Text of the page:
A proposed reality show on which a naturalist in a custom snake-proof suit will allow himself to be swallowed by an anaconda has generated intense criticism from animal rights activists.
In the show called Eaten Alive set to air by the Discover Channel on Dec. 7, naturalist and wildlife documentary filmmaker Paul Rosolie will let the giant snake ingest him.
A storm of criticism has developed, calling the event an example of animal cruelty that could be stressful or harmful to the snake.
Several websites have questioned the wisdom of presenting an indigestible meal to the snake, warning that the regurgitation of undigested food can be unhealthy for the reptiles.
"Not only is the snake not receiving the nutrients from his food, but the regurgitation process also robs the snake of essential digestive acids from his stomach," animal enthusiast website PawNation says.
According to the Discovery Channel, the show will feature Rosalie and his team in South America as they search for an anaconda and attempt to coax it into swallowing Rosalie alive "in a custom-built snake-proof suit."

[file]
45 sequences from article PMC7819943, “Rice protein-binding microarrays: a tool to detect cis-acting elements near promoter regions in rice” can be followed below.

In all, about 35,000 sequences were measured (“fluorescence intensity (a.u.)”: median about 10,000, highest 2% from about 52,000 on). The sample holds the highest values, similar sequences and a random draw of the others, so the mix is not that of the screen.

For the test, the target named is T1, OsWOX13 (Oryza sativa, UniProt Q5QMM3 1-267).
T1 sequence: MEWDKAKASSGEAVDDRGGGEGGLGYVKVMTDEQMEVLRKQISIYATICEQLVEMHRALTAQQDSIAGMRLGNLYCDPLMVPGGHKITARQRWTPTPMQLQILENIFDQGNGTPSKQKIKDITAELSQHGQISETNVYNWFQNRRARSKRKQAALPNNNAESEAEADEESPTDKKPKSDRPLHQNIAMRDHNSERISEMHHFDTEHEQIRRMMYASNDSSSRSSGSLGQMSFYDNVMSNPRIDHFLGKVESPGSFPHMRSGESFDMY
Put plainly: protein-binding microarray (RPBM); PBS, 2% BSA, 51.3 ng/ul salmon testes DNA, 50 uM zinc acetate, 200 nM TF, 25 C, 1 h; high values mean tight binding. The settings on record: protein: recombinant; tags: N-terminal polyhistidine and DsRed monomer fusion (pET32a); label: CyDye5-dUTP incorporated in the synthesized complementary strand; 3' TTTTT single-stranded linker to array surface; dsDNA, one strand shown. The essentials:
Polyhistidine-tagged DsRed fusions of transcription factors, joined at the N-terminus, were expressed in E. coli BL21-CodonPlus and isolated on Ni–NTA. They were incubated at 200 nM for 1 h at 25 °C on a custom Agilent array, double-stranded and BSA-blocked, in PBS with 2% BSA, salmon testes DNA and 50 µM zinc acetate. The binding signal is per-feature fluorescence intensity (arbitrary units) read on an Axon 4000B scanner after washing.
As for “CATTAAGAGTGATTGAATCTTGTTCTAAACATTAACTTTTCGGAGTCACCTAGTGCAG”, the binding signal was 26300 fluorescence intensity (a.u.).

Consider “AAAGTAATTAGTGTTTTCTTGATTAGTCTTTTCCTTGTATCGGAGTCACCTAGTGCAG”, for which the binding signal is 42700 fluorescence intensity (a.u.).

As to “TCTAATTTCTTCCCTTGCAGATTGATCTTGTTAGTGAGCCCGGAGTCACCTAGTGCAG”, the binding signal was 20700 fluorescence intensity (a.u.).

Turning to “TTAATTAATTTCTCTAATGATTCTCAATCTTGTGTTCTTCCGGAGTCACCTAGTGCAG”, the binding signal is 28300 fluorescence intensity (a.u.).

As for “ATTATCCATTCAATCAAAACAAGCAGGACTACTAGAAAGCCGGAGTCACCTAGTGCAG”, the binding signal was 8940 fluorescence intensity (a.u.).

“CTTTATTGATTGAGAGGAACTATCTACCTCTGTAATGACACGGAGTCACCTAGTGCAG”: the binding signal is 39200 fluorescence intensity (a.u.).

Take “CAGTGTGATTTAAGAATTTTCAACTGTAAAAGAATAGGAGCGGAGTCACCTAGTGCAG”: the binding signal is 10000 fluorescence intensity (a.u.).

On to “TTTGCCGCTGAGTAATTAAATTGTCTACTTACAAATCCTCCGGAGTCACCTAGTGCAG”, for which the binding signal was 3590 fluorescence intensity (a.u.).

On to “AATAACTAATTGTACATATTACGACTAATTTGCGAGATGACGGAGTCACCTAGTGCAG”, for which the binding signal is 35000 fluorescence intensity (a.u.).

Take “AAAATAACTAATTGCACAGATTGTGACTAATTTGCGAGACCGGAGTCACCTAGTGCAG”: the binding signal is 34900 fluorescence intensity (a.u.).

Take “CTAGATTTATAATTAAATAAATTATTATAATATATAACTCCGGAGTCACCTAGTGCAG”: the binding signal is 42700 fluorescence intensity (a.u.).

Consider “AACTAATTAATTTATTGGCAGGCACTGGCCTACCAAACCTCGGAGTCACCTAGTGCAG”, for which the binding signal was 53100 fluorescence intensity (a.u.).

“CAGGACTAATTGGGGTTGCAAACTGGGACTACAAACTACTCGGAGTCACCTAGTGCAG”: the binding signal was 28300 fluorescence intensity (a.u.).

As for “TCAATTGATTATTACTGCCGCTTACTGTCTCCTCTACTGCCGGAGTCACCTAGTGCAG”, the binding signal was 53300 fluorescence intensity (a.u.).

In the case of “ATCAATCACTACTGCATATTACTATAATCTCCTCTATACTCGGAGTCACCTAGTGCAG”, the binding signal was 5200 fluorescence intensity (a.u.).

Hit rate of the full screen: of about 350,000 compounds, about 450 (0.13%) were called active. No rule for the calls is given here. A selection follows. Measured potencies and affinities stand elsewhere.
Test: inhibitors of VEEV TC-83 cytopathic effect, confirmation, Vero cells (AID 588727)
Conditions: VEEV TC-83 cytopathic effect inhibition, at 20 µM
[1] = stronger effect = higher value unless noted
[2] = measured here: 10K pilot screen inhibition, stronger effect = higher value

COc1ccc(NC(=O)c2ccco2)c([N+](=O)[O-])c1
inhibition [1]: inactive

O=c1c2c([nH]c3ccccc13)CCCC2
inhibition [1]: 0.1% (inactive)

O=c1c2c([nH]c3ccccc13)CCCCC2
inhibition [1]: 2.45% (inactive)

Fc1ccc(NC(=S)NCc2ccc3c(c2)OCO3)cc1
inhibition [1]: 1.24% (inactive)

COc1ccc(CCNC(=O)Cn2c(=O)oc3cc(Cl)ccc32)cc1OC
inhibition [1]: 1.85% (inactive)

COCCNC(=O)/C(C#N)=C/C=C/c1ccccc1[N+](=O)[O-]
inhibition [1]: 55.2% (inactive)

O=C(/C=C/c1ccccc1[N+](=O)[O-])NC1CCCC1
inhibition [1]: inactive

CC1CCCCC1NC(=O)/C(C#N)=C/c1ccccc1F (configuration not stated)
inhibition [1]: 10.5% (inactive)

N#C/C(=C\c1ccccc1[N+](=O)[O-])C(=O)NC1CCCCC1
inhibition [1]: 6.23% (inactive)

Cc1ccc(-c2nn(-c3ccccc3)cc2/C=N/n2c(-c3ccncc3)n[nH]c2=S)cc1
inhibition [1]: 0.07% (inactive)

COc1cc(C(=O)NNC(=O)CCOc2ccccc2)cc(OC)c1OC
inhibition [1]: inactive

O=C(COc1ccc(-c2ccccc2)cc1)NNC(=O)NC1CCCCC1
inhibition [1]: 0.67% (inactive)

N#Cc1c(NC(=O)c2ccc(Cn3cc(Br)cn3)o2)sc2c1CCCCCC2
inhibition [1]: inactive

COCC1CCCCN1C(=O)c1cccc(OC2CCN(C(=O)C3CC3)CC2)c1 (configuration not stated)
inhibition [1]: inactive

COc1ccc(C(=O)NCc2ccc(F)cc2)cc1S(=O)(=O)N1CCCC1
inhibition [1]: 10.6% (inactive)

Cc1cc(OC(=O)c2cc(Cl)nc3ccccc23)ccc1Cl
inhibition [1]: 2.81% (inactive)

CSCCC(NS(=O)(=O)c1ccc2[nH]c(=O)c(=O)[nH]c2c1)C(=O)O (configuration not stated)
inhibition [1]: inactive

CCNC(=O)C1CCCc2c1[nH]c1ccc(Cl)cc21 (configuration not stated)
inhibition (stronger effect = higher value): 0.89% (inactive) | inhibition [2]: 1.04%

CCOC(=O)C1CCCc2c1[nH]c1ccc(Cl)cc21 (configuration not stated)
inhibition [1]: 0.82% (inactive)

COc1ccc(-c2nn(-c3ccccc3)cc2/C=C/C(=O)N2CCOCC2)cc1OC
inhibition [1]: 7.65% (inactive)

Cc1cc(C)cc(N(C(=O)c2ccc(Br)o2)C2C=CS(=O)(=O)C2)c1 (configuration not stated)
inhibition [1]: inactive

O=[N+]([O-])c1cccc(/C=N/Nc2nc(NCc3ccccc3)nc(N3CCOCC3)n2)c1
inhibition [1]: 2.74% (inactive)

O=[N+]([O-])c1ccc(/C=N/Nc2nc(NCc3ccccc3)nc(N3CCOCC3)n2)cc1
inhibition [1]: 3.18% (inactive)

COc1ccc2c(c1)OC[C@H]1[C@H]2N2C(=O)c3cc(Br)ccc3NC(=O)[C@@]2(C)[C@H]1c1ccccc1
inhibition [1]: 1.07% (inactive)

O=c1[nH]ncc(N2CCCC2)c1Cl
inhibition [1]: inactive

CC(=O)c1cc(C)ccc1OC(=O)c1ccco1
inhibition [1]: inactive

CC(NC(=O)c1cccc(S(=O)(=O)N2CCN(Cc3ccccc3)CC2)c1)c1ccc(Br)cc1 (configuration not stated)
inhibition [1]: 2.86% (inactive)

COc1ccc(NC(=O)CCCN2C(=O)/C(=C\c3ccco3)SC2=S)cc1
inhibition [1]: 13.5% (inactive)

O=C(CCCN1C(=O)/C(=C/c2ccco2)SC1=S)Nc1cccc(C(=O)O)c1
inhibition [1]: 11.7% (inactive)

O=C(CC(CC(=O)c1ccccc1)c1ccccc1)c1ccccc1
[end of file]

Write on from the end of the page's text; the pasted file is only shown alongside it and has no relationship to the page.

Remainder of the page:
There's some evidence the TV channel is reacting to -- or at least is aware of -- the criticisms being leveled.
Although the channel has put up a page about the show on its website, it contains little hard information, and the company's Facebook page and Twitter account have carried no mention of it at all.
Rosolie, for his part, has been tweeting about the Eaten Alive show, although the videos he's shared have all been tagged as either "private" or "no longer available," possible signs of second thoughts on the part of the Discovery network. Rosolie has also responded to the criticism from animal enthusiasts.
— Paul Rosolie (@PaulRosolie) November 5, 2014
Anacondas, which live in South America and can grow to a length of 22 feet, are found in or near bodies of water and can suffocate prey by constricting their bodies around their victims.
Once prey, which can be as large as deer, tapirs or crocodile, are subdued, the anaconda will attempt to swallow it whole.
Even an anaconda of just 12 feet in length is thought to be capable of overpowering a human, and there have been reported cases of the snakes attacking people involved in researching the reptiles.